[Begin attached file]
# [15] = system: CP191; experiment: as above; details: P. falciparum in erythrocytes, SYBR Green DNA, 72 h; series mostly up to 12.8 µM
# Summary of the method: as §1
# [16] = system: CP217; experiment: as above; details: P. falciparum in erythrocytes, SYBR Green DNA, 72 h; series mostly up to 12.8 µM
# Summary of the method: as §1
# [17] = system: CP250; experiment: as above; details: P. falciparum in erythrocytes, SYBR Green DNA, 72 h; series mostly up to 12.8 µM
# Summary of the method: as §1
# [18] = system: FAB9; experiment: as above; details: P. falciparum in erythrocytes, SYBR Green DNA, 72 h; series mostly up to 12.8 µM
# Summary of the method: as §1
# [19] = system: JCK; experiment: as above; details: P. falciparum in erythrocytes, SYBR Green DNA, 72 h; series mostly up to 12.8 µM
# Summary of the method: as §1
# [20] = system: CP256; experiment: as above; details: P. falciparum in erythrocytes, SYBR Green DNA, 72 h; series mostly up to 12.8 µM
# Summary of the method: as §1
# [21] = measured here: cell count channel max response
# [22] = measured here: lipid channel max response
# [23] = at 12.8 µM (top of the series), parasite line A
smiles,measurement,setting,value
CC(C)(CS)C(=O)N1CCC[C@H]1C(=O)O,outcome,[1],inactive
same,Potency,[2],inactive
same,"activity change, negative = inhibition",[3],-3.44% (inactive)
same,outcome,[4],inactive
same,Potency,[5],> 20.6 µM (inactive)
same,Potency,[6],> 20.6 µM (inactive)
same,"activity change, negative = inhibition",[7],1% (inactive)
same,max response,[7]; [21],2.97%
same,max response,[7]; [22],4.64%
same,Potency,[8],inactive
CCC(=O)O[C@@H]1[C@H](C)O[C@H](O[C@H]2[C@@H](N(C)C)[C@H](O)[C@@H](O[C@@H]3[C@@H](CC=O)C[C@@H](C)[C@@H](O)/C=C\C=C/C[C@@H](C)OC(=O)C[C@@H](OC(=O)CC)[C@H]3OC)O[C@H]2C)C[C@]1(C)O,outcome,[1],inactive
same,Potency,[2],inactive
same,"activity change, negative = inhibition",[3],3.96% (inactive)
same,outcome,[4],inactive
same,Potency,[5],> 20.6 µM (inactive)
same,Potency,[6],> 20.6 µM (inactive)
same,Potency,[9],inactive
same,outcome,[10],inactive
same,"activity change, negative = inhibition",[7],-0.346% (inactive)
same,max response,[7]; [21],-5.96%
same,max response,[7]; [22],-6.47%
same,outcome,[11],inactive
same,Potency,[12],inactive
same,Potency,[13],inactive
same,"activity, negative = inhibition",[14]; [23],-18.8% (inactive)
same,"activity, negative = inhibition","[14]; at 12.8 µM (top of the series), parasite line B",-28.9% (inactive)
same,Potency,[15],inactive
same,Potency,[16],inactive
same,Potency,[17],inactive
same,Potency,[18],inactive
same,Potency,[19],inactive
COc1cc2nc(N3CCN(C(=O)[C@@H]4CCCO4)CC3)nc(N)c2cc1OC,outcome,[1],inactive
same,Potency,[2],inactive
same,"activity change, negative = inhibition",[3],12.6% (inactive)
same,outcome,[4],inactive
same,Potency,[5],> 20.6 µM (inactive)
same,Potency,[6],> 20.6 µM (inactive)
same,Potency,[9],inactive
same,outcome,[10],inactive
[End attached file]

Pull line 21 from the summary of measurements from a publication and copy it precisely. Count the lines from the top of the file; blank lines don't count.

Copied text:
same,Potency,[5],> 20.6 µM (inactive)